Hello Kafka World! The complete guide to Kafka with Docker and Python

Doron Vainrub
Jun 6, 2019 · 4 min read
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What is Kafka? — A quick overview

For a complete guide, the Kafka documentation does an excellent job. Below is just a quick overview.

Apache Kafka is a distributed publish-subscribe messaging system that is designed to be fast, scalable, and durable.

Kafka stores streams of records (messages) in topics. Each record consists of a key, a value, and a timestamp.

Producers write data to topics and consumers read from topics.

A topic is a category to which records are published. It can have zero, one, or many consumers that subscribe to the data written to it.

For each topic, the Kafka cluster maintains a partitioned log. Since Kafka is a distributed system, topics are partitioned and replicated across multiple nodes.

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Producers publish data to the topics of their choice. It is responsible for choosing which record to assign to which partition within the topic. This is usually done in a round-robin fashion or partitioning by a key or value.

Consumer groups can subscribe to one or more topics. Each one of these groups can be configured with multiple consumers.

Every message in a topic is delivered to one of the consumer instances inside the group subscribed to that topic. All messages with the same key arrive at the same consumer.

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Setting up Kafka (and Zookeeper) with Docker

The following steps use bash commands. If you are on Windows use the equivalents.

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Install Docker and Docker Compose.

We are going to use these two docker images: wurstmeister/kafka and wurstmeister/zookeeper.

Clone the Kafka’s git project and initialize the docker image.

Hello Kafka World!

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To start it just run the command:

> ./start-kafka-shell.sh <DOCKER_HOST_IP/KAFKA_ADVERTISED_HOST_NAME># In my case:
> ./start-kafka-shell.sh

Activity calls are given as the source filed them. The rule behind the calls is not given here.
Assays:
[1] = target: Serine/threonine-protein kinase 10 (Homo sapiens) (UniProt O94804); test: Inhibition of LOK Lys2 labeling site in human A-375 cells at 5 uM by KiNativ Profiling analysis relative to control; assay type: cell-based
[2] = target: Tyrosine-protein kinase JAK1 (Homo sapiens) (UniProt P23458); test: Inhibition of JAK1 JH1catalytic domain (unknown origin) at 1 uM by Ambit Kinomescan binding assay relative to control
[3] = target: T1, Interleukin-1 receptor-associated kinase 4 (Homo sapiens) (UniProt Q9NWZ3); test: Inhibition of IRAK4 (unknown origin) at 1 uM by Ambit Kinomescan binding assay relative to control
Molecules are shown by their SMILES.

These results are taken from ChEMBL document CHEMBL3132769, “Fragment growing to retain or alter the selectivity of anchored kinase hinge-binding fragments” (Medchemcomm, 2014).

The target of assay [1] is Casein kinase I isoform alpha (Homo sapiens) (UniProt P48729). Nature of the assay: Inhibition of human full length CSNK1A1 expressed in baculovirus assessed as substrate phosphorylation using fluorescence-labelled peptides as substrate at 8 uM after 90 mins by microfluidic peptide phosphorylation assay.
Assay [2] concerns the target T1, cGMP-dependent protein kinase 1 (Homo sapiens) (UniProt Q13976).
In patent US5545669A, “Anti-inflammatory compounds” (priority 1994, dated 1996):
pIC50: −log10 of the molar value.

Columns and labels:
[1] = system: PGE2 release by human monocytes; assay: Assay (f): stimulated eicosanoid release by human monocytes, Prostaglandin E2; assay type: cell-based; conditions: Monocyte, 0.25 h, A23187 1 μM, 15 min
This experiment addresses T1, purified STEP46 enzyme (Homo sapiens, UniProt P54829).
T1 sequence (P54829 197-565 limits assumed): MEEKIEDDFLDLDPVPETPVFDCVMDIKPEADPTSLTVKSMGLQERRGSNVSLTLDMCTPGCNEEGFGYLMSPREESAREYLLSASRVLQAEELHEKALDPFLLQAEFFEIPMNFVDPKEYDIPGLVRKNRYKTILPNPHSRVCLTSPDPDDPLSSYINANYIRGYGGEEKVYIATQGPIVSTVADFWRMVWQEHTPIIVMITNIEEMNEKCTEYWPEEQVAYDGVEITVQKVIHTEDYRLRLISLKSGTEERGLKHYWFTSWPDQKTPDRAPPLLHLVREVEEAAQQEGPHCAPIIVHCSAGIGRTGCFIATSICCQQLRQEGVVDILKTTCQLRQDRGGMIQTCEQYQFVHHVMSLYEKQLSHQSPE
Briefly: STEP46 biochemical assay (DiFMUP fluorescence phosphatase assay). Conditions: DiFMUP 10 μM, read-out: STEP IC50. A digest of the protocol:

From within the Kafka Shell, run the following to create and describe a topic:

> $KAFKA_HOME/bin/kafka-topics.sh --create --topic test \
--partitions 4 --replication-factor 2 \
--bootstrap-server `broker-list.sh`
> $KAFKA_HOME/bin/kafka-topics.sh --describe --topic test \
--bootstrap-server `broker-list.sh`

Initialize the producer and write messages to Kafka’s brokers.

> $KAFKA_HOME/bin/kafka-console-producer.sh --topic=test \
>> Hello World!
>> I'm a Producer writing to 'hello-topic'

Initialize the consumer from another Kafka terminal and it will start reading the messages sent by the producer.

> $KAFKA_HOME/bin/kafka-console-consumer.sh --topic=test \
--from-beginning --bootstrap-server `broker-list.sh`

Kafka and Python

If you are inside the Kafka Shell, you’ll need to install python3:

> apk add python3

Install Kafka’s python package and initialize python’s shell:

> pip3 install kafka
> python3

You can also try Confluent’s Kafka Python Package

From one of the Kafka Shell’s instances, run python3 and write:

  • auto_offset_reset: Tells the consumer from where to start reading if it crashes. ‘earliest’ will move to the oldest available message, ‘latest’ will move to the most recent.
  • enable_auto_commit: If True, the consumer’s offset will be periodically committed in the background
  • value_deserializer: A method that defines how to deserialize the data. In this case, it will read the data coming in JSON format from the producer.
  • bootstrap_servers: In my case, is the output of running ‘broker-list.sh’

From another Kafka Shell’s instance, run python3 and write:

Access Kafka from outside Docker

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If you want to run the code above from outside Kafka’s shell (outside a Docker container) you’ll need to do some easy changes. Let’s start!

You’ll need to edit the docker-compose.yml file so it looks like this:

We basically added some environment to expose Kafka brokers to the host machine, if you want to read more about this, you can read this great explanation or read more about docker and Kafka’s connectivity.

Previously, you had to start a Kafka Shell and then create a consumer/producer that connected to one of the servers in ‘broker-list.sh’.

With this new configuration, you’ll need to initialize the consumer/producer from within the Kafka docker and connect to the host kafka:9092.

Same code as above, but you’ll need to change the bootstrap_servers to be ‘localhost:9092’

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